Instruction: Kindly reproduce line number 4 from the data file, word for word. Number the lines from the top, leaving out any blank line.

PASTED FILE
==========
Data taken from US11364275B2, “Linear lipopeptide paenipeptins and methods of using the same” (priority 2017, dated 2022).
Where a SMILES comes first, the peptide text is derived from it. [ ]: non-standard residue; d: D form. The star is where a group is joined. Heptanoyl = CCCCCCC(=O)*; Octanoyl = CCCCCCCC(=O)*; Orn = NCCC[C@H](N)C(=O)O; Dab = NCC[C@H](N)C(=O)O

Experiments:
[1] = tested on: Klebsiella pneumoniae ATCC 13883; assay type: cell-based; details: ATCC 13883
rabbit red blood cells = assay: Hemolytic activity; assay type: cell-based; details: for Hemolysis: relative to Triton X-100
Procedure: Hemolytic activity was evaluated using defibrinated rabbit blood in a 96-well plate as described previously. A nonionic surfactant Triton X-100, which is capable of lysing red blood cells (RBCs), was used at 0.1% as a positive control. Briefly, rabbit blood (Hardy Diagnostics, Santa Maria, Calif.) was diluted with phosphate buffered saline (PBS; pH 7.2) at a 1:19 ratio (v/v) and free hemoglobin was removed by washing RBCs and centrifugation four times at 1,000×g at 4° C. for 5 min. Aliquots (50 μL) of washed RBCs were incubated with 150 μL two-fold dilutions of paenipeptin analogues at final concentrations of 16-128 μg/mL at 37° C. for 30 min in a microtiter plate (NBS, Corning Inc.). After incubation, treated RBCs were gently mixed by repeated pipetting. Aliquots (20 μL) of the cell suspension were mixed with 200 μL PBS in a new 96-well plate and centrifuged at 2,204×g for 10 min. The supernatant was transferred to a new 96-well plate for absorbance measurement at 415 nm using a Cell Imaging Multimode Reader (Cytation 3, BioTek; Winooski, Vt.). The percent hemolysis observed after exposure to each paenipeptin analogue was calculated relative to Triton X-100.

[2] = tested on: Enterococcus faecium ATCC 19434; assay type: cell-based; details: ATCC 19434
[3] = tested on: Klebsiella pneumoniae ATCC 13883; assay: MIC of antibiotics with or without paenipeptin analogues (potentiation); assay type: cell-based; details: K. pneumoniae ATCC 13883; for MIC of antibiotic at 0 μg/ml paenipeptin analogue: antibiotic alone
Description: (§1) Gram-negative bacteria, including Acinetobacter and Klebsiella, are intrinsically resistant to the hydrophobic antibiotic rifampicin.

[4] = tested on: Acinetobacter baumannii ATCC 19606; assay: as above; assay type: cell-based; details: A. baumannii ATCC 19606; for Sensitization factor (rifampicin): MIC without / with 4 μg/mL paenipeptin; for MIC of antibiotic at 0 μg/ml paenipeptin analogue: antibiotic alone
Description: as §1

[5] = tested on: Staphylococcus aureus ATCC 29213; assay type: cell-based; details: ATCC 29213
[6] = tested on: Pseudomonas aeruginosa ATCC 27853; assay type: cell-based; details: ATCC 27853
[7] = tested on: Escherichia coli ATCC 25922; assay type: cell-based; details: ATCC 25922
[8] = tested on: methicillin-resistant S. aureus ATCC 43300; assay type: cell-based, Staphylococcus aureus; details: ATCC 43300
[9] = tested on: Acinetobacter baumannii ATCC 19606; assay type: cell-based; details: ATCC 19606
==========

[1] = tested on: Klebsiella pneumoniae ATCC 13883; assay type: cell-based; details: ATCC 13883